O, Supernatural One, you who are not ordinary, I come to pray to you that you go, please, and make vomit my poor wife that she may vomit the cause which makes her feel qualmish all the time, you, Merciful-One, that you, please make come out the cause of it, Supernatural One.

Then he digs the root and cuts off a length the equal of four fingers and the thickness of one finger. At home yhe pours water into a small dish and washes the dirt from the roots. He pours out the dirty water and puts fresh water into the dish and takes a rough stone, puts it in the dish and rubs the wet roots on it. When the water becomes milky he stops and pours the medicine into a cup to give to his wife. She says a prayer before drinking it, that goes like this:

The-One-Asked-to-heal, Supernatural-One, you have come to take pity on me, you who have the name Healing-Woman, you who have the name Life-Bringer. Please, press out this which causes my qualmishness that I, please, may vomit, please, Supernatural One.

My favorite web site for herbal information has a comprehensive explanation of the history and uses of elder derived from the work of Maud Grieve:
http://botanical.com/botanical/mgmh/e/elder-04.html

My favorite Schnapps-making site has a recipe for Elderberry Schnapps:
http://www.danish-schnapps-recipes.com/elderberry.html

The illustrations come from this website:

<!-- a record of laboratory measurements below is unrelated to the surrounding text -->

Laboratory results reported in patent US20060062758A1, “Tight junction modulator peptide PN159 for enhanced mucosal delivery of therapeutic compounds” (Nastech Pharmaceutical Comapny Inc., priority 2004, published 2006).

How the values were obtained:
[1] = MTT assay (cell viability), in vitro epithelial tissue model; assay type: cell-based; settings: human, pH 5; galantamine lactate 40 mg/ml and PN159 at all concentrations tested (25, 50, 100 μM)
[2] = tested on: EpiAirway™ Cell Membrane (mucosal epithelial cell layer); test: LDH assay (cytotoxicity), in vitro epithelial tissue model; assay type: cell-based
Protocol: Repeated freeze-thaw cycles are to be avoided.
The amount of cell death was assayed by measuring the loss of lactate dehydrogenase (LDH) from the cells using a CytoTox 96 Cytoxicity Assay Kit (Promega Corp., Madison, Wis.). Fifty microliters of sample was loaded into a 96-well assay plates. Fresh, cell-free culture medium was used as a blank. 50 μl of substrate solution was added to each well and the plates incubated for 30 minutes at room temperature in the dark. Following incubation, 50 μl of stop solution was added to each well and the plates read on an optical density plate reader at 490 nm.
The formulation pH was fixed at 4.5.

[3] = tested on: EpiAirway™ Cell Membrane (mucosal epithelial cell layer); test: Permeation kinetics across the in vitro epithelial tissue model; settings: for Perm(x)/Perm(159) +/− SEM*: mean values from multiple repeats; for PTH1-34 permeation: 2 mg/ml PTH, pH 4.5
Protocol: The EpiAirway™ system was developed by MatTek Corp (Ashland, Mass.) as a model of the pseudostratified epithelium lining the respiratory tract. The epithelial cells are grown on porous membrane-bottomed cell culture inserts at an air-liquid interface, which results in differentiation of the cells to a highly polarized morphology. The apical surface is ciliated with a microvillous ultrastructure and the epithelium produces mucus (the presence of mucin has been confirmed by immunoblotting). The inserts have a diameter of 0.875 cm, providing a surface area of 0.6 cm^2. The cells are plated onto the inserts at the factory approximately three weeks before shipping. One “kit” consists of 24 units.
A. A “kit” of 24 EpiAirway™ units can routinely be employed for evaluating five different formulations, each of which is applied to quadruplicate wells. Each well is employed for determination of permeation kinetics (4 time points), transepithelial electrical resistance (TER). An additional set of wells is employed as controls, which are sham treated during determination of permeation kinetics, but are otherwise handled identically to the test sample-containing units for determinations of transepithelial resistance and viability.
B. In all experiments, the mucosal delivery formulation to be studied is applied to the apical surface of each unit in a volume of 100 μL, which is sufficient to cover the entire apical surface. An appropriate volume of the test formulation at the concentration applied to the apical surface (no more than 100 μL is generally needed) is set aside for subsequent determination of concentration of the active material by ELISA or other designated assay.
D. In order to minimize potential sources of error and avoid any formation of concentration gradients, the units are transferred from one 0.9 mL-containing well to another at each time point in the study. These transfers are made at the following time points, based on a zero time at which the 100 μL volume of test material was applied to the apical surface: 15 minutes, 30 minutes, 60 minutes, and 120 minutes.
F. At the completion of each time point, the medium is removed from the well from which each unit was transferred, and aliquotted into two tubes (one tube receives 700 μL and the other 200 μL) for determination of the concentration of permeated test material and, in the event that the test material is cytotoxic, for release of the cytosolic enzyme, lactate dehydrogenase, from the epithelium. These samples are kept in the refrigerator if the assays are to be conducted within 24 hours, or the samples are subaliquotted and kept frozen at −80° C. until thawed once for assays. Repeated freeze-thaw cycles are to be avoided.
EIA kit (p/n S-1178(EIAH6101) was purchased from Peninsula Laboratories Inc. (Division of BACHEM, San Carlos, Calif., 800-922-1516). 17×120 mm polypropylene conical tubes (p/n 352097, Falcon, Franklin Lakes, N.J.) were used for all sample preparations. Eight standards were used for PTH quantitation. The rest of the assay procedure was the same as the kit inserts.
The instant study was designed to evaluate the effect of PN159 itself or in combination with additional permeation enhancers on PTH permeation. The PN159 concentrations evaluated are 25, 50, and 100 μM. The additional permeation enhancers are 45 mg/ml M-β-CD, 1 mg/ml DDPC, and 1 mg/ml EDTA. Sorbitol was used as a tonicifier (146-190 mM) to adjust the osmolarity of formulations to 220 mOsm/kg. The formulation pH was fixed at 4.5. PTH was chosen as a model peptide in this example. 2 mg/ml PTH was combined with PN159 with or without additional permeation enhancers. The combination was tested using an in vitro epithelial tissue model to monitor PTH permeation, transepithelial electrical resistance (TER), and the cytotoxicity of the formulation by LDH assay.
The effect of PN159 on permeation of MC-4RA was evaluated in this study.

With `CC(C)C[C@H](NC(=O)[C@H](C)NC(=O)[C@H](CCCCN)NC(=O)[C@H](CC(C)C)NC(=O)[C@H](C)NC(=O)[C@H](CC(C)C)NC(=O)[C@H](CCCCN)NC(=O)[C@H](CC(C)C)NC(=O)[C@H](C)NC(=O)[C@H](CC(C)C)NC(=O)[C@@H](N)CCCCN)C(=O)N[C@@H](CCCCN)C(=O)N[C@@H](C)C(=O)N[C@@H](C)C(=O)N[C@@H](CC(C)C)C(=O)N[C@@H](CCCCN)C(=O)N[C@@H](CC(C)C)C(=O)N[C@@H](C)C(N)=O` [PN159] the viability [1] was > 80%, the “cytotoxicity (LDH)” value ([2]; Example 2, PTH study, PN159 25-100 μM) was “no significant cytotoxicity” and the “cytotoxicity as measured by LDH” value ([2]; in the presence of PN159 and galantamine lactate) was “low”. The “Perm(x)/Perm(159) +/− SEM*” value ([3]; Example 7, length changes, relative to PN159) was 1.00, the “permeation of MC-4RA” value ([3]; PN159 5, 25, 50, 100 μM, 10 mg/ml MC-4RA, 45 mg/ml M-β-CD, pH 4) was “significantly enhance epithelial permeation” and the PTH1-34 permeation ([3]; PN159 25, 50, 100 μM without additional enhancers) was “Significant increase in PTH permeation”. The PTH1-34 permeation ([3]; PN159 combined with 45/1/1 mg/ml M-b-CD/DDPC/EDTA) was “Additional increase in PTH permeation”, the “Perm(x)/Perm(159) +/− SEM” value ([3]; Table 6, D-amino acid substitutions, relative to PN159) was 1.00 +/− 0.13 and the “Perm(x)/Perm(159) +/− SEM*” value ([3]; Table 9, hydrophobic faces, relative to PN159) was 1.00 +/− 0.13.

http://www.2020site.org/trees/elder.html

References:
Buhner, Stephen Harrod, Sacred Plant Medicine, Roberts Rinehart 1996
Hopman, Ellen Evert, Tree Medicine, Tree Magic, Phoenix Publishing 1991
Murray, Liz and Colin, The Celtic Tree Oracle: A System of Divination, illustrated by Vanessa Card, St Martin’s 1988
Rodale’s Illustrated Encyclopedia of Herbs, edited by Claire Kowalchik and William H. Hylton, 1987
Tierra, Michael, The Herbal Tarot, illustrations by Candis Cantin, Us Games 1988

1 comment:

Walleye said...

I assume an Elder tree and the Elderberry shrubs we have growing wild (very large shrubs) are the same or closely related. Every year I try to get out and cut the blossoms just before they start to drop so I can make elderberry blossom fritters. I don't know how old a tradition this is but my mother did it and she got it from a woman a generation before her.

It is so simple.
Cut the blosoom head, leaving the flowerets and stems intact.
Rinse and put on a paper towel to dry.
Make a medium to light fritter batter.
Heat about 3 inches of oil in a pan. When hot enough for fritters, dip the head of flowers in the batter. Shake a little of the batter off and then set it in the hot oil. Watch them carefully. Sometimes I turn them over part way through, especially if I didn't put enough oil in the pan.
Place on several layers of newspaper to drain excess oil off.
Sprinkle with powdered sugar.

The taste is almost too delicate to percieve, although if you pick the blossoms when they are very fragrant it seems to make a difference.

So glad you are doing this blog. All the things I, too, am fascinated by. Thanks!